Patch panels and keystone jacks are easier to terminate. This is what the backs look like. (http://3.bp.blogspot.com/_wU6LNisf6pI/R ... h/back.jpg) They have little instructions on them, and you just need a punch down tool.

I would replace the cat5e solid core with cat6 stranded, if possible. I believe stranded core is more common, so the plugs were probably for stranded.
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Re: Switch for home networking

Postposted on Fri Aug 05, 2011 10:40 am

APWNH wrote:Do these patch panels give us an easy way to reliably connect cables to it with some kinda tool? I guess that plus some jumpers would have let me skip all the plug crimping. Should have started this thread 8 months ago I guess.


Patch panels are wonderful; just make sure you get CAT6 stuff, even cheap like through Monoprice. Terminate your wall runs there and at a wall plate in each room. For patch cables, probably best to buy cheap CAT6 from Monoprice, as it's a lot easier and your fingers will thank you. Plus, they have most lengths and colors, so it's almost like custom cables.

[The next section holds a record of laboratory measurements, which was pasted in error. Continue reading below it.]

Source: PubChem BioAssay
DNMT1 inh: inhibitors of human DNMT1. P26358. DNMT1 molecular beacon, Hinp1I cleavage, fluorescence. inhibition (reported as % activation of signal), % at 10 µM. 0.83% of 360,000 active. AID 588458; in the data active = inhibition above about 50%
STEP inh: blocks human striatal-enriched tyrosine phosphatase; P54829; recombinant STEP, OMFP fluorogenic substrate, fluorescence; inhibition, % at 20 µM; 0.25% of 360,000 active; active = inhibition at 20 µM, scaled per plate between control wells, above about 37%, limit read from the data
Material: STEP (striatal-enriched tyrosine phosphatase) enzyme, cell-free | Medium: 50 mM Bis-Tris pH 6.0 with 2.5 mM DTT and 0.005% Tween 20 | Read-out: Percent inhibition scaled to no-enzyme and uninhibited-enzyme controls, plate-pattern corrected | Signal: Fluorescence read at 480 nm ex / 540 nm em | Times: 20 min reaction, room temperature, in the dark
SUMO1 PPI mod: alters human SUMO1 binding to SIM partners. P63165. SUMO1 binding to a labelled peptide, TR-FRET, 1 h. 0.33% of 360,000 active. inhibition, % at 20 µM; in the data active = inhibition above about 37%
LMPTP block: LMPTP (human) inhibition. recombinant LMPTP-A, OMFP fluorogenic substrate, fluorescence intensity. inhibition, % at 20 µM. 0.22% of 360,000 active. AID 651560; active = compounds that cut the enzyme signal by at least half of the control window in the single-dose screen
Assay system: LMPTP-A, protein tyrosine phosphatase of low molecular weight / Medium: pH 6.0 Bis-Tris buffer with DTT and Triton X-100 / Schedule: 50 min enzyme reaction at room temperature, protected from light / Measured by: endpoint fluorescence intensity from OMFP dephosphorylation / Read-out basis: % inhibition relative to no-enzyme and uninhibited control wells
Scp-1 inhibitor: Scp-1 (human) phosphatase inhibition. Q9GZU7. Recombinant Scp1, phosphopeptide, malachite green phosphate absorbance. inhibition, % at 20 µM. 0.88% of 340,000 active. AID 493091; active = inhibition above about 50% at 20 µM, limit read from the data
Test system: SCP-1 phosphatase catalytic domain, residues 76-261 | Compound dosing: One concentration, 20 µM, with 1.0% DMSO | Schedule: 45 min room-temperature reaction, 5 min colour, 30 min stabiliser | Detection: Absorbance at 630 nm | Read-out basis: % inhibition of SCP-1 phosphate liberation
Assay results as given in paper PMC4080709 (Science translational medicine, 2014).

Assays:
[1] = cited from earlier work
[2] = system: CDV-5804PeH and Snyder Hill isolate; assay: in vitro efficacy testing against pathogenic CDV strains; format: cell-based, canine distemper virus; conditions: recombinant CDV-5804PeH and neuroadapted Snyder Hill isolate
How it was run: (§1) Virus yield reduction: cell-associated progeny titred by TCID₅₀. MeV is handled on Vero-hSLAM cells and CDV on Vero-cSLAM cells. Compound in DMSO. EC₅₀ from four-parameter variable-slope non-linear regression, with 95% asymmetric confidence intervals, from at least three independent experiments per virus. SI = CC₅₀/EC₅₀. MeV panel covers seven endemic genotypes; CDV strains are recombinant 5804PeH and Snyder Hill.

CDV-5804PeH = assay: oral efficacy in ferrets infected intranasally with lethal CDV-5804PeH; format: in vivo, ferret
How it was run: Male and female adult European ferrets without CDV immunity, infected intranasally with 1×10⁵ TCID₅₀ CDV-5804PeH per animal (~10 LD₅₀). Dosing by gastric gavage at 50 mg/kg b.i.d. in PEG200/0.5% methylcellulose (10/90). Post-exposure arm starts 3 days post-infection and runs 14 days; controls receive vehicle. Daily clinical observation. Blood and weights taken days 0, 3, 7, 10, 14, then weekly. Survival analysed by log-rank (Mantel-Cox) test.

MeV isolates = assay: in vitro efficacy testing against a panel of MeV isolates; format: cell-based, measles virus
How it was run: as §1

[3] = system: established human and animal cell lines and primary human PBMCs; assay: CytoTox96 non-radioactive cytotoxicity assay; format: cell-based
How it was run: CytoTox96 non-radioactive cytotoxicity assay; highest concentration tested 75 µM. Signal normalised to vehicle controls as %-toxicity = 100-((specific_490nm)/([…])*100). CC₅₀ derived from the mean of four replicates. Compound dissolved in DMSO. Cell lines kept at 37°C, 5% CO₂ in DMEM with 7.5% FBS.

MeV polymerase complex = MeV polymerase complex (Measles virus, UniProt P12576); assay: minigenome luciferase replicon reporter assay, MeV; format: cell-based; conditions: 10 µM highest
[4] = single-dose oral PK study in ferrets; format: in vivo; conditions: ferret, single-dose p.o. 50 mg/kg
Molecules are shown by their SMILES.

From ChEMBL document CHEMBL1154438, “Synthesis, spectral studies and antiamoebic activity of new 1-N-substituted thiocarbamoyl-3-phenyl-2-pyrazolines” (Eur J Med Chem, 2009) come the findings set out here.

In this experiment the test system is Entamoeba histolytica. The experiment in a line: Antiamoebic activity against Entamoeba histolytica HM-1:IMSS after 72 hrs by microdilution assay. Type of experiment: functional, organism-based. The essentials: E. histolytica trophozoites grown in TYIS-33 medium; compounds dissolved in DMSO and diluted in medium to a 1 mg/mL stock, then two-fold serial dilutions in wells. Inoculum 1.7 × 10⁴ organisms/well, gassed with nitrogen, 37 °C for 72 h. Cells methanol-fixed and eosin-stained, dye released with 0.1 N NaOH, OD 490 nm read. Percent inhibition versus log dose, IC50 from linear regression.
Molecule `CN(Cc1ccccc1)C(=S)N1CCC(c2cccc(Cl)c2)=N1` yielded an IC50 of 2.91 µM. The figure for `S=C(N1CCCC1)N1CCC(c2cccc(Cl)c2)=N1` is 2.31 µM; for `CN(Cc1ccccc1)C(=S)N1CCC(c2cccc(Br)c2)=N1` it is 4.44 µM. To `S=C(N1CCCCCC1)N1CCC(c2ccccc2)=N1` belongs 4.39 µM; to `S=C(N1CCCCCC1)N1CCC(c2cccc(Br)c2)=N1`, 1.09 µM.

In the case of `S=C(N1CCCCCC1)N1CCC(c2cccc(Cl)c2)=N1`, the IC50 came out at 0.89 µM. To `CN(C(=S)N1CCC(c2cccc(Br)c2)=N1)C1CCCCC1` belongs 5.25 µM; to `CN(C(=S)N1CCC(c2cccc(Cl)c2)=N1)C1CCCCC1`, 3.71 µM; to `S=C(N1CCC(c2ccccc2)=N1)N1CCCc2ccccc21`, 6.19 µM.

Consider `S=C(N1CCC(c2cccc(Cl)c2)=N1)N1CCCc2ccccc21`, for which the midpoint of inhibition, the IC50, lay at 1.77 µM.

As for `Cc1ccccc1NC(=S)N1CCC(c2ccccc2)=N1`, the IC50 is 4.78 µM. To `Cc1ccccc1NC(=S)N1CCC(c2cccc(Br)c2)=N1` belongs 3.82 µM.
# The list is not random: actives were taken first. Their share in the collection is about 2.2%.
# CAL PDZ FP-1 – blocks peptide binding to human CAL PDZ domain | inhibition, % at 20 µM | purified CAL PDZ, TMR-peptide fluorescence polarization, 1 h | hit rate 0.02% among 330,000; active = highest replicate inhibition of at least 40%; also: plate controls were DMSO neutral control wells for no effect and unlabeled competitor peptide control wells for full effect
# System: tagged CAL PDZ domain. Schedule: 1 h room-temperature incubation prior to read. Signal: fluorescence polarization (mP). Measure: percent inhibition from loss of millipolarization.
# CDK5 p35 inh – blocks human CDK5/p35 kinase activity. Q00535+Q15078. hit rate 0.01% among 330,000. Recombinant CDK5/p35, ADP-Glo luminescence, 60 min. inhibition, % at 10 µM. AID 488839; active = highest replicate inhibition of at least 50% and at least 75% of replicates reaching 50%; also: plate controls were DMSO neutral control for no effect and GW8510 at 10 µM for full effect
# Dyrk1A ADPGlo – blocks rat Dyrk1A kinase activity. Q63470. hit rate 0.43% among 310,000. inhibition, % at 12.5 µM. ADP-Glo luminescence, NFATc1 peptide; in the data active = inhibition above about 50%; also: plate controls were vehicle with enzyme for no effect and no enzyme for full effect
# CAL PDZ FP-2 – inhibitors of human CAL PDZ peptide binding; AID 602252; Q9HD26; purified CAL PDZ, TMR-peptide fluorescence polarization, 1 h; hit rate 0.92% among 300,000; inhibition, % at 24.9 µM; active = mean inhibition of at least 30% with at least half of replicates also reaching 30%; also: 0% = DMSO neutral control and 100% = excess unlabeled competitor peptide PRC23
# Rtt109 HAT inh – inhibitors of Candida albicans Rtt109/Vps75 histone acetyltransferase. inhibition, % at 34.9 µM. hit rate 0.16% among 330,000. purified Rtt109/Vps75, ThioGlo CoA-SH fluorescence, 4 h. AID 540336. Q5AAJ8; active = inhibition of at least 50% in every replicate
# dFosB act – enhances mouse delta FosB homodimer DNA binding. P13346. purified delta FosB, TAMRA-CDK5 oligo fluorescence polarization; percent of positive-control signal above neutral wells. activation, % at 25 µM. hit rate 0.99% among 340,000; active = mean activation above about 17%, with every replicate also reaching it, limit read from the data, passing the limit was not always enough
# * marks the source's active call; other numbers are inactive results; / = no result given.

DON'T skimp on the tools. Buy a good punchdown tool and crimp tool (I prefer Paladin). A lot of poorly terminated cables are due to cheap tools. They're expensive, but will last forever (especially if you only use them once a year!) and you can often switch out the die/blade to accommodate newer technologies.

For production work environment, I really suggest using Panduit CAT6 patch cables. Not cheap, but sturdy, well terminated, and INDIVIDUALLY tested. I've installed hundreds (thousands???) and have *never* had a bad one. With Monoprice/other cheap cables you'll occasionally get a bad one, but they're few and far between. Perfectly fine for home use, and probably less than 10% of the cost!

Edit: Flatland_Spider beat me to it, and he also has a good point. A cheap network tester will be very helpful. At work we have a $3k+ Fluke tester, but that's a bit overkill for home. Only problem with the cheap testers (at least the ones I've used) is that they only show pin continuity (did you get the wires in the right order and connected), but they won't tell you the *quality* of the connections. So it might be connected, but won't reliably pass traffic.